It's become something of an article of faith to say we live in divided times, especially politically. But we're going to spend the next part of the program focusing on efforts to bridge divides. A new video game by visionary game designer Hideo Kojima was released yesterday for the PlayStation 4. It's called Death Stranding. And it tasks players with reconnecting a divided America. NPR's Vincent Acovino says the game is frustrating but compelling.
VINCENT ACOVINO, BYLINE: The opening images are of extinction - whales washed up on a beach, birds struck down by acid rain, former bustling cities reduced to rubble, all thanks to a not-so-far-off environmental disaster called the death stranding.
(SOUNDBITE OF VIDEO GAME, "DEATH STRANDING")
NORMAN REEDUS: (As Sam Porter Bridges) Once there was an explosion, a bang which gave rise to life as we know it. And then came the next explosion.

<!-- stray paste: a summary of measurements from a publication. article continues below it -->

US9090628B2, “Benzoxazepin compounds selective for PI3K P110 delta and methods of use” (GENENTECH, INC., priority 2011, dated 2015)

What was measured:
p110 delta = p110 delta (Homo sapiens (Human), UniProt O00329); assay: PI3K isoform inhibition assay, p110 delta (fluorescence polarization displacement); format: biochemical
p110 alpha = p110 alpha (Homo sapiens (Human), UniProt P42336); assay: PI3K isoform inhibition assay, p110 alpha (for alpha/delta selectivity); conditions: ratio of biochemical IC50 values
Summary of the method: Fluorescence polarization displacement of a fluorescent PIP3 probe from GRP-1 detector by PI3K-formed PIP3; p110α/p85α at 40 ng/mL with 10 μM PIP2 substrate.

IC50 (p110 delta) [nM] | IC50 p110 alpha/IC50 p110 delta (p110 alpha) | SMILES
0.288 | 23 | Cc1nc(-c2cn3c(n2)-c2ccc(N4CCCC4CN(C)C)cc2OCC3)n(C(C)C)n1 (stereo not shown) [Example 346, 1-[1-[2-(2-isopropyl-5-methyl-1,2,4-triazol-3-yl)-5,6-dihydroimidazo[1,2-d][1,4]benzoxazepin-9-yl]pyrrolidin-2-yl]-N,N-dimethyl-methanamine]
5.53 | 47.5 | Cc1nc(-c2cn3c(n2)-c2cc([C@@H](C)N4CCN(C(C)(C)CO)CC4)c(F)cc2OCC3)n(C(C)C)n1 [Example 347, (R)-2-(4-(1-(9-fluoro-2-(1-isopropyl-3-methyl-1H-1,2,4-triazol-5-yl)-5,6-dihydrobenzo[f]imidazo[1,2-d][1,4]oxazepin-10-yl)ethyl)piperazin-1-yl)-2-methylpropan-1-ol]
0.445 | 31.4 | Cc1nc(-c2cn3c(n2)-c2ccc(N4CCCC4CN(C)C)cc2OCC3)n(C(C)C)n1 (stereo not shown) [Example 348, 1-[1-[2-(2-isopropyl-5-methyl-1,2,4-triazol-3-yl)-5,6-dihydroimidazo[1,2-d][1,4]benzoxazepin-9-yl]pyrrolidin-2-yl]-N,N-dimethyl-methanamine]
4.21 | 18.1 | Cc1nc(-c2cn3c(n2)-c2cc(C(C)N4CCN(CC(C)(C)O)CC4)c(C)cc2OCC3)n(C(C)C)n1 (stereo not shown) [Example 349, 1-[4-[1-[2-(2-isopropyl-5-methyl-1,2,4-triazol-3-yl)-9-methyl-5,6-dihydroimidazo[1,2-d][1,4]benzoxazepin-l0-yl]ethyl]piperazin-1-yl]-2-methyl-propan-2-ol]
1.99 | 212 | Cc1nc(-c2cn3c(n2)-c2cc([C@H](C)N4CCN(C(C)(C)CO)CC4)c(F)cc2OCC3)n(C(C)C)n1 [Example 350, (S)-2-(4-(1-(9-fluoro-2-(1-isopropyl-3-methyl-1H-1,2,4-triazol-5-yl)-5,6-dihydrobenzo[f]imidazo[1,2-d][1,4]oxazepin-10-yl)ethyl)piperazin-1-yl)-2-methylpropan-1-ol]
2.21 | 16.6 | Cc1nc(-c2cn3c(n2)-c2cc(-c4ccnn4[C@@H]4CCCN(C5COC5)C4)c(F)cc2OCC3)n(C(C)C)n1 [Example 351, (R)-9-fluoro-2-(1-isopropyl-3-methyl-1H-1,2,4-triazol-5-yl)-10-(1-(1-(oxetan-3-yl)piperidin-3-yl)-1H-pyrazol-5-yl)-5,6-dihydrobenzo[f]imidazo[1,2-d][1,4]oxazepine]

ACOVINO: That's Sam Porter Bridges, played by "The Walking Dead" actor Norman Reedus. By trade, Sam is a courier or a delivery man. He's also part of an organization trying to reconnect an America torn apart by natural disaster and domestic terrorism. He does so with the help of a baby strapped to his chest that helps him fight interdimensional spirits.
(SOUNDBITE OF BABY CRYING)
ACOVINO: Death Stranding is outlandish. The games of Hideo Kojima are obtuse, cinematic, eccentric. His Metal Gear Solid series is famous for having hourlong cut scenes, B-movie dialogue and postmodern gameplay mechanics. Death Stranding bears all the marks of a Hideo Kojima title, for better and for worse. It has over-the-top characters like Heartman, who dies every 21 minutes.
(SOUNDBITE OF VIDEO GAME, "DEATH STRANDING")
WINDING REFN: (As Heartman) Defecation, pollution, nutrition - most of life's basic functions fit rather easily into a 21-minute time slot.